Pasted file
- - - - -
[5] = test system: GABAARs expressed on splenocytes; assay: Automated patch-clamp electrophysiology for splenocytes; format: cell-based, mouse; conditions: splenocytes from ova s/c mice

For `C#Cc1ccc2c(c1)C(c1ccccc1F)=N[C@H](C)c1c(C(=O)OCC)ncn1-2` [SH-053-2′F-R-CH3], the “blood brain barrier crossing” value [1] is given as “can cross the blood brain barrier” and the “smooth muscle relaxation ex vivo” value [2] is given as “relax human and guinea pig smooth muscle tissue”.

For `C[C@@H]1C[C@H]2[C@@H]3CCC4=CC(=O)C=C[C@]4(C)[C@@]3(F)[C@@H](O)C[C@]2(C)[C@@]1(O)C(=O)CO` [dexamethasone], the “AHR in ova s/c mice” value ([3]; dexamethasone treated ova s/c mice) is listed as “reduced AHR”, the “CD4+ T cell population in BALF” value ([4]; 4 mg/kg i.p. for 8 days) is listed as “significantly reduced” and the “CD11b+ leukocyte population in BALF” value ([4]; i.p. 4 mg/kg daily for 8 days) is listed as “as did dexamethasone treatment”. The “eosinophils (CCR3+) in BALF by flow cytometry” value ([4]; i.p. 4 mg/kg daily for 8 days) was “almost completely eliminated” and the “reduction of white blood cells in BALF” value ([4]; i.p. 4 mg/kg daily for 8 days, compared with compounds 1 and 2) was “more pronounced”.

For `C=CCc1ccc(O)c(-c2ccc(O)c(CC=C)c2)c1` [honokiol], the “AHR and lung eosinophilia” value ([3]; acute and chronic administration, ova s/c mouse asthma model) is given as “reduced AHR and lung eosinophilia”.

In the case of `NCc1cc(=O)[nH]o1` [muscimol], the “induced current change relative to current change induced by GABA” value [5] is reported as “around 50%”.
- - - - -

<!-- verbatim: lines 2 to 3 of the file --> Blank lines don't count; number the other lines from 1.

For `C#Cc1ccc2c(c1)C(c1ccccc1F)=N[C@H](C)c1c(C(=O)OCC)ncn1-2` [SH-053-2′F-R-CH3], the “blood brain barrier crossing” value [1] is given as “can cross the blood brain barrier” and the “smooth muscle relaxation ex vivo” value [2] is given as “relax human and guinea pig smooth muscle tissue”.

For `C[C@@H]1C[C@H]2[C@@H]3CCC4=CC(=O)C=C[C@]4(C)[C@@]3(F)[C@@H](O)C[C@]2(C)[C@@]1(O)C(=O)CO` [dexamethasone], the “AHR in ova s/c mice” value ([3]; dexamethasone treated ova s/c mice) is listed as “reduced AHR”, the “CD4+ T cell population in BALF” value ([4]; 4 mg/kg i.p. for 8 days) is listed as “significantly reduced” and the “CD11b+ leukocyte population in BALF” value ([4]; i.p. 4 mg/kg daily for 8 days) is listed as “as did dexamethasone treatment”. The “eosinophils (CCR3+) in BALF by flow cytometry” value ([4]; i.p. 4 mg/kg daily for 8 days) was “almost completely eliminated” and the “reduction of white blood cells in BALF” value ([4]; i.p. 4 mg/kg daily for 8 days, compared with compounds 1 and 2) was “more pronounced”.